Visitors to our National Mall this September can see artist Suzanne Brennan Firstenberg's "In America: Remember." Each of the installation's more than 660,000 flags memorializes the life of someone who died from COVID-19 in the United States. "In America: Remember" is part of a long tradition of monumental memorialization on our National Mall, from permanent fixtures such as the Washington Monument and the Vietnam War Memorial to temporary collaborative installations like the AIDS Memorial Quilt.

Our collection now includes a small selection of flags and related materials from Suzanne Brennan Firstenberg’s earlier installation, “In America How Could This Happen…” In 2020, Firstenberg needed far fewer flags—around 270,000—to honor the lives lost due to the COVID-19 pandemic.

Visitors can explore these new objects online, as well as see several flags in a temporary display on our second floor: https://s.si.edu/39M7j8E

📷: Jonathan Thorpe, courtesy of In America Flags

Few novels have had a larger impact on U.S. culture than Uncle Tom's Cabin. First published as a newspaper serial in 185...
09/24/2021
Conserving pieces of the history of Uncle Tom's Cabin

Few novels have had a larger impact on U.S. culture than Uncle Tom's Cabin. First published as a newspaper serial in 1851, Harriet Beecher Stowe's book exposed a generation of readers to the horrors of slavery and became a lightning rod for political debate.

However, in the years after its publication, many Americans were introduced to the novel through minstrel-style shows featuring blackface performers, with messages that were antithetical to Harriet Beecher Stowe's original story. These racist performances echoed across popular culture for decades in plays, silent films, and cartoons.

This year, our conservators are working to preserve pieces of a wagon that once carried a traveling show of Uncle Tom’s Cabin. Their work will help future generations understand this complicated chapter in entertainment history.

During my time at the museum’s object conservation lab, I discovered that a set of painted panels in the museum’s collection had quite a history—most of it hidden from view.

This is the second iteration of the prototype skateboard designed by professional skater Cindy Whitehead and manufacture...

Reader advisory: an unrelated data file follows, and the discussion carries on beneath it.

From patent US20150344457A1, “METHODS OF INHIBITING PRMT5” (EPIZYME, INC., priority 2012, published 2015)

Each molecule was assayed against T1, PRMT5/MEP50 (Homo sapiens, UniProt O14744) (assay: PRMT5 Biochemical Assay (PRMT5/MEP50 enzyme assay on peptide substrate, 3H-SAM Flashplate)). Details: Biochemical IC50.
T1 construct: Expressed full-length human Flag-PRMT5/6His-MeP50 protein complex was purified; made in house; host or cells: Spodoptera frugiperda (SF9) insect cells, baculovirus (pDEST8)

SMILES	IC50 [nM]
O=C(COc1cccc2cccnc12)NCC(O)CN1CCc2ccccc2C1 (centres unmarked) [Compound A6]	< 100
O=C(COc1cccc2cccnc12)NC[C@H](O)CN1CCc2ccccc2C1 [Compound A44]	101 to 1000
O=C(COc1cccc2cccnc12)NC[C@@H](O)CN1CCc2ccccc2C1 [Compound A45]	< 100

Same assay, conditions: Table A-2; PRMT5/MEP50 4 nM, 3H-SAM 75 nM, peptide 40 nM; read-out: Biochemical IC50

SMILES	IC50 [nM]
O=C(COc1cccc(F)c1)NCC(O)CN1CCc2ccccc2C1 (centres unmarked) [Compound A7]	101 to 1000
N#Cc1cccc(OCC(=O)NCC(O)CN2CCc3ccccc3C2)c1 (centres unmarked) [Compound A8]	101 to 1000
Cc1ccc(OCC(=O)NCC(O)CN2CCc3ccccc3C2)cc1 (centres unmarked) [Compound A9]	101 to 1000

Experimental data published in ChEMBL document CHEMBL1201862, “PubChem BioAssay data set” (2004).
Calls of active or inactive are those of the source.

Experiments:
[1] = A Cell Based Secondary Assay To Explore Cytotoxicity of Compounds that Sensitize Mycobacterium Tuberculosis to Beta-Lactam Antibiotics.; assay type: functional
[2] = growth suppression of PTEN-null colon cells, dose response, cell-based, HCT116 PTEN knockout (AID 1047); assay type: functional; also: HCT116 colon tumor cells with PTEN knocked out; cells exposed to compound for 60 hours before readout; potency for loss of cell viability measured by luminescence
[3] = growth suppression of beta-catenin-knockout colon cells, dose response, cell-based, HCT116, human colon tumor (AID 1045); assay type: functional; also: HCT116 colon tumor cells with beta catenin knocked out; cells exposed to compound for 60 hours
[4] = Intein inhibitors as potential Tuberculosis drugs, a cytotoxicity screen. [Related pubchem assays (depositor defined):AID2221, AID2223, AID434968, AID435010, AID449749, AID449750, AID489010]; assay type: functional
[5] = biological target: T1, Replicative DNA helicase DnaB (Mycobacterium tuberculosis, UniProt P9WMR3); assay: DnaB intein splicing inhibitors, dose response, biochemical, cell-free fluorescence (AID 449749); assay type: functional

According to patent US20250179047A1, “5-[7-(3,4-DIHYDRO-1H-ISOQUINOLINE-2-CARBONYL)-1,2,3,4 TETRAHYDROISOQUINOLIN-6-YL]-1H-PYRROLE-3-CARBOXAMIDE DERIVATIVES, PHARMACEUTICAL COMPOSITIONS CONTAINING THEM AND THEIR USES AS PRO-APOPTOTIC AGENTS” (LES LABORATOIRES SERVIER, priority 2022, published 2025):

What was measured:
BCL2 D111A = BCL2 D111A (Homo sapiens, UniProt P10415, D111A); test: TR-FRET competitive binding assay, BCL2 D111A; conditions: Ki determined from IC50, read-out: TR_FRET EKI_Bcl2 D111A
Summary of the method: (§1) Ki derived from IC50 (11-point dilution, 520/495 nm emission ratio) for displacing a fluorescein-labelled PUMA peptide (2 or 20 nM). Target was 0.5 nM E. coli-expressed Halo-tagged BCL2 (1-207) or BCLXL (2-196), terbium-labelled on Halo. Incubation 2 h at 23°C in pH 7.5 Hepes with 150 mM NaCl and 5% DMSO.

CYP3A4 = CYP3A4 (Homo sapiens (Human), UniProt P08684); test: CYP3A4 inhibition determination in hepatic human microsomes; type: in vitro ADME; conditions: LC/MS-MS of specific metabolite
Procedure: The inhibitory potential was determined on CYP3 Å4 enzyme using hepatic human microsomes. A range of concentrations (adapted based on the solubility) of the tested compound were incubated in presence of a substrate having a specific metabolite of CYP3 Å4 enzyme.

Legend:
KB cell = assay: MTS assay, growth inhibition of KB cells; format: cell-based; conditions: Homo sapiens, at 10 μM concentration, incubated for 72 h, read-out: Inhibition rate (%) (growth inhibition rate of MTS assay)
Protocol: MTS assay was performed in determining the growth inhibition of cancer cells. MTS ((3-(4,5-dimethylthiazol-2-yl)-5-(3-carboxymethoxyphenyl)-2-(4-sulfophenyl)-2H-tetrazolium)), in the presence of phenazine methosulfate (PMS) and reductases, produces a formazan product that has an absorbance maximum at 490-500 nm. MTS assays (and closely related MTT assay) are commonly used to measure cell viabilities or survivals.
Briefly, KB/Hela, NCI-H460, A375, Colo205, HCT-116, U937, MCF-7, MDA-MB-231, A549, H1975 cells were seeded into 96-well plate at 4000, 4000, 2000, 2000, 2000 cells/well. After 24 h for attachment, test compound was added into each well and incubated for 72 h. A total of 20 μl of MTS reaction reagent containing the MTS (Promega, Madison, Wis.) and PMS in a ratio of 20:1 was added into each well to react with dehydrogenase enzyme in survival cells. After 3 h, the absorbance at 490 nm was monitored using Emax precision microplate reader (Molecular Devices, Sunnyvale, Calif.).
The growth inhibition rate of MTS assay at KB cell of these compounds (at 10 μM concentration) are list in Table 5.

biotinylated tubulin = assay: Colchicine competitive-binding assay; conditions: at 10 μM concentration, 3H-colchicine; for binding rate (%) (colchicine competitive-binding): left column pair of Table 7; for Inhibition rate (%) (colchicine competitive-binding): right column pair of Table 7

09/23/2021

This is the second iteration of the prototype skateboard designed by professional skater Cindy Whitehead and manufactured by Dwindle Distribution in 2015. Whitehead used her skate background to create the “Girl Is Not A 4 Letter Word” brand which includes Cindy’s original art work. Whitehead began skateboarding at age 15 and had turned pro by the time she was 17, something girls were not doing in the mid-1970s. She became one of the only girls skating both pool and half pipe and is the only girl ever to be featured in a two page article with a centerfold in a skateboarding magazine. Whitehead retired from skateboarding at 22 but still skates and has remained in the sports arena as a sport stylist, a job title she also created. Whitehead is especially supportive of young female skaters through her “Girl Is Not A 4 Letter Word” skate team and her products which are geared towards women and girls.

As part of this year’s National Youth Summit, Whitehead will serve as a guest speaker as we examine issues of gender, bias, and equity through the lens of history. You can join our summit online for free. Register here: s.si.edu/nys

The National Youth Summit is made possible in part by support from the Smithsonian American Women’s History Initiative.

This object is currently on display in our exhibition, Girlhood: It's complicated.

Girlhood: It's complicated received support from the Smithsonian American Women’s History Initiative

This is the second iteration of the prototype skateboard designed by professional skater Cindy Whitehead and manufactured by Dwindle Distribution in 2015. Whitehead used her skate background to create the “Girl Is Not A 4 Letter Word” brand which includes Cindy’s original art work. Whitehead began skateboarding at age 15 and had turned pro by the time she was 17, something girls were not doing in the mid-1970s. She became one of the only girls skating both pool and half pipe and is the only girl ever to be featured in a two page article with a centerfold in a skateboarding magazine. Whitehead retired from skateboarding at 22 but still skates and has remained in the sports arena as a sport stylist, a job title she also created. Whitehead is especially supportive of young female skaters through her “Girl Is Not A 4 Letter Word” skate team and her products which are geared towards women and girls.

As part of this year’s National Youth Summit, Whitehead will serve as a guest speaker as we examine issues of gender, bias, and equity through the lens of history. You can join our summit online for free. Register here: s.si.edu/nys